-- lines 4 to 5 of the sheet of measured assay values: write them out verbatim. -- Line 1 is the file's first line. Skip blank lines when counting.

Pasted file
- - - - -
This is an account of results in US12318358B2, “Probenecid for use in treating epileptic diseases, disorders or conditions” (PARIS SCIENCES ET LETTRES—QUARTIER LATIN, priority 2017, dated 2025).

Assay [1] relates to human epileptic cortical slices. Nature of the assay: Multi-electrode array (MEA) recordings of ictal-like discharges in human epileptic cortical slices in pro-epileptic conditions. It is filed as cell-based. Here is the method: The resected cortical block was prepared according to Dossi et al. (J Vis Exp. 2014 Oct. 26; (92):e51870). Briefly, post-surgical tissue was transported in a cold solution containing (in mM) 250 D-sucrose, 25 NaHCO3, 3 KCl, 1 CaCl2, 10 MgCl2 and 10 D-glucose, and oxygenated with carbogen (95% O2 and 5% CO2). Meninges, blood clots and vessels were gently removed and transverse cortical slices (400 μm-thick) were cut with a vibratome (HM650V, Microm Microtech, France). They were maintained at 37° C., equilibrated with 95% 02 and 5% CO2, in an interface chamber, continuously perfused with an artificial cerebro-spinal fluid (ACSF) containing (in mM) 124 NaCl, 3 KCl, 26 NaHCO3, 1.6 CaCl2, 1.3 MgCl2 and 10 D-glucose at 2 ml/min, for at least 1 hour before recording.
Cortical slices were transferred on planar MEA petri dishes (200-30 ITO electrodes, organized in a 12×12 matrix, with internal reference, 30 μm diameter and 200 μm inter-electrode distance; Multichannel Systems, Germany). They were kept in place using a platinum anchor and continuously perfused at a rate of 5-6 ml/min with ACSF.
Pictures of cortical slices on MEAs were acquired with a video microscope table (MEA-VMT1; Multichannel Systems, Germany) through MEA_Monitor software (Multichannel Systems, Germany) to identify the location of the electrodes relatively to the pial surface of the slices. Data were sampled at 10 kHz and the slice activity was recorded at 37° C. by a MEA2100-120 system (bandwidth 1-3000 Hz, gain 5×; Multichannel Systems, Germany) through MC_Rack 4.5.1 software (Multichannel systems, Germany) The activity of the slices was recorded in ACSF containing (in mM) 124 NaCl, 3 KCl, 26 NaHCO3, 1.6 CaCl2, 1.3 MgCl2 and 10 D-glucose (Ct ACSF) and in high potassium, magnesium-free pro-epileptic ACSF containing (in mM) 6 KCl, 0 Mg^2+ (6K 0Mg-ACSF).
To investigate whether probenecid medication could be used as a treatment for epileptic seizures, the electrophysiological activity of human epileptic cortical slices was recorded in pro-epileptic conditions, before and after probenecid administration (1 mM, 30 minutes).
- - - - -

Pictures of cortical slices on MEAs were acquired with a video microscope table (MEA-VMT1; Multichannel Systems, Germany) through MEA_Monitor software (Multichannel Systems, Germany) to identify the location of the electrodes relatively to the pial surface of the slices. Data were sampled at 10 kHz and the slice activity was recorded at 37° C. by a MEA2100-120 system (bandwidth 1-3000 Hz, gain 5×; Multichannel Systems, Germany) through MC_Rack 4.5.1 software (Multichannel systems, Germany) The activity of the slices was recorded in ACSF containing (in mM) 124 NaCl, 3 KCl, 26 NaHCO3, 1.6 CaCl2, 1.3 MgCl2 and 10 D-glucose (Ct ACSF) and in high potassium, magnesium-free pro-epileptic ACSF containing (in mM) 6 KCl, 0 Mg^2+ (6K 0Mg-ACSF).
To investigate whether probenecid medication could be used as a treatment for epileptic seizures, the electrophysiological activity of human epileptic cortical slices was recorded in pro-epileptic conditions, before and after probenecid administration (1 mM, 30 minutes).